Games of Desire” a video and photographic installation by Iran-born, New York-based artist Shirin Neshat, explores the disappearance of a Laotian tradition: lam singing.
Sung at weddings or other celebrations, the lovebird lam songs are performed by men and women from opposite sides of a wall, with lyrics and gestures that are both romantic and full of sexual banter.
Here, Neshat has photographed individuals dressed in traditional costumes and standing in front of a decorated temple wall, but pairing the photos together in the installation, partnering one man with one woman, the elderly couples echo the lovebird aspect of the courtship songs.
And while rather different from her usual body of works, that has focused on the role of women in Islamic society, she once again uses overlaid Farsi calligraphy on the photographs, as she did in her famous “Women of Allah” series. Here she translated the Laotian songs into Farsi and then wrote the words on the temple wall in the photograph.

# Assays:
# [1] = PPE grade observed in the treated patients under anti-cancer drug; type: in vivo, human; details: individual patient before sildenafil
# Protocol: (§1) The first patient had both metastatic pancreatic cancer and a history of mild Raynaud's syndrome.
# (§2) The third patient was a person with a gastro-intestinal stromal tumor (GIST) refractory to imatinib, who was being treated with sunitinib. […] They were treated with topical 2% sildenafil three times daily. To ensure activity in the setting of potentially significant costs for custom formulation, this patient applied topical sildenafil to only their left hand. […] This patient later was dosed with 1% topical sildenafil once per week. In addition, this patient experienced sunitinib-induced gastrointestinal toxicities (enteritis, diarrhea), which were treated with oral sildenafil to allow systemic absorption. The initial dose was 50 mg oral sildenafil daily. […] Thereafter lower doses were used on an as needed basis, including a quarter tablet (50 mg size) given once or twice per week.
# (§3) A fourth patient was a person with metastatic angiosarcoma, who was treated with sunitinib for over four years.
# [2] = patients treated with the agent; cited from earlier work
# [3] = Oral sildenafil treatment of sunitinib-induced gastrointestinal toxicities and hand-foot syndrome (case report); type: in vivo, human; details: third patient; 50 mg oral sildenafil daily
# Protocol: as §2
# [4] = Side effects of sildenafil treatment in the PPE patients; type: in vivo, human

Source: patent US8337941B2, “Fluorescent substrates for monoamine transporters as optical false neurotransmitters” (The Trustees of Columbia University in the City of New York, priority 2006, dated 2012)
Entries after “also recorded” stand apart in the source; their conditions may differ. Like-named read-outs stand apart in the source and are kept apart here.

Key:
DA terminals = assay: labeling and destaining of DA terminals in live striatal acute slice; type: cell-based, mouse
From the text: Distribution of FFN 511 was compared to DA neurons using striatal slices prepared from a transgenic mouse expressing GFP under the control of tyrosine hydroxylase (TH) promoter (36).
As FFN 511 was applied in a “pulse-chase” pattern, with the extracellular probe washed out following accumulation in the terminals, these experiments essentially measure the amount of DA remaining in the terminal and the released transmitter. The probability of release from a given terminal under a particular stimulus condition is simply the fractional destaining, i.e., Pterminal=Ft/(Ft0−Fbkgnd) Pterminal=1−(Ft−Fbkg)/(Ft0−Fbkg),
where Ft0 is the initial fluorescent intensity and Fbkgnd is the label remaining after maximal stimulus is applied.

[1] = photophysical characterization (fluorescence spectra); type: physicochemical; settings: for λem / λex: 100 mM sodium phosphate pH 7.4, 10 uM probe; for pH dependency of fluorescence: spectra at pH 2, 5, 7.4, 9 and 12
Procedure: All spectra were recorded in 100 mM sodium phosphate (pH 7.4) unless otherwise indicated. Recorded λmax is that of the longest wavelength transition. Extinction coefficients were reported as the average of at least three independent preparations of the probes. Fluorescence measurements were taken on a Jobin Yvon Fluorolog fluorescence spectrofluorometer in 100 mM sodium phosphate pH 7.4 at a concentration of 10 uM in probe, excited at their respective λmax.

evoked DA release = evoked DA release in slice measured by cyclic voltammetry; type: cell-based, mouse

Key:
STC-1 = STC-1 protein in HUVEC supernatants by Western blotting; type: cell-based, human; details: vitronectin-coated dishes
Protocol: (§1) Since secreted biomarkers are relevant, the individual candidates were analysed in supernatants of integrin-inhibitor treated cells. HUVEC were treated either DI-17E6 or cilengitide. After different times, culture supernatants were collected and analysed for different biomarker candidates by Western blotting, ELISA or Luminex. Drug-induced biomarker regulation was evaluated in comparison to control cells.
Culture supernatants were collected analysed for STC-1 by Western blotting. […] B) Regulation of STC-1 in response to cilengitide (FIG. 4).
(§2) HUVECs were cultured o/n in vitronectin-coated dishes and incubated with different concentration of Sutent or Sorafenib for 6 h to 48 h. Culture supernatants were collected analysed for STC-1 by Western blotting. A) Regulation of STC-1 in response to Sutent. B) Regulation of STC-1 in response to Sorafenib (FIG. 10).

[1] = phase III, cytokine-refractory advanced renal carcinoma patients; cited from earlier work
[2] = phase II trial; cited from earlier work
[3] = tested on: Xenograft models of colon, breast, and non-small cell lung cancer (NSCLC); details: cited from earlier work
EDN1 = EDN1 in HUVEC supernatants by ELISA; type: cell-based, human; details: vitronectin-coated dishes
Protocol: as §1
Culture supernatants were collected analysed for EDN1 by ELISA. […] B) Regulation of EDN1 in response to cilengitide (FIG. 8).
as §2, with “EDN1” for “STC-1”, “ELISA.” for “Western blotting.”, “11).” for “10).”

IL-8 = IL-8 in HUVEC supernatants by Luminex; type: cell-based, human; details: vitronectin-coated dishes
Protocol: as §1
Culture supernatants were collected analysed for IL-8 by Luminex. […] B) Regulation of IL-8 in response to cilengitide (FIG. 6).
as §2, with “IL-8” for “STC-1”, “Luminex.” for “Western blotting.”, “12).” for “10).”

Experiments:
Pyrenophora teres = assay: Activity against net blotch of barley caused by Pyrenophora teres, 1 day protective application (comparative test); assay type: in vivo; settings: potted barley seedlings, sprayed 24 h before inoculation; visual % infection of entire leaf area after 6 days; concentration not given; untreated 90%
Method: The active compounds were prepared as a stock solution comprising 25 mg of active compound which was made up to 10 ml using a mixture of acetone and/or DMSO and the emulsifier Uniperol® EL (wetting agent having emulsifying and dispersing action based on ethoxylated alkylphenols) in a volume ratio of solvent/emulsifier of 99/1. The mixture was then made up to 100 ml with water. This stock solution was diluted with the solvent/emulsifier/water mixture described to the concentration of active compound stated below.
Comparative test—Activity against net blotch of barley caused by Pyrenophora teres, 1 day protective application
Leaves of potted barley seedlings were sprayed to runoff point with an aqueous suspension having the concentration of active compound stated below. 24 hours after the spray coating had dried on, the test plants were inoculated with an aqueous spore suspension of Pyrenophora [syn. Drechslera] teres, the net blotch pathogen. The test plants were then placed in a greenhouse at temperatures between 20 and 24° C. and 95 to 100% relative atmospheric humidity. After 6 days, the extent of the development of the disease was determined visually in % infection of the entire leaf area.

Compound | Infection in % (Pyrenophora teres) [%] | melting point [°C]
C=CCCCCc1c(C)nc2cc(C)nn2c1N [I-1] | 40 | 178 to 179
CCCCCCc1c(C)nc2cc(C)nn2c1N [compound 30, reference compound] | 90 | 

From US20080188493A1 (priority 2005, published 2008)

The poetic work takes on its full significance when viewed with the video installation with two screens facing each other with the men and women singing to each other and the viewer in essence taking the place of the wall. Unfortunately, the video has been located on a different floor to the photographs at Art Plural Gallery which slightly robs the viewer of the full experience but it is moving nonetheless.
Shirin Neshat: Games of Desire runs from through 15th December, 2012 at Art Plural Gallery, Singapore.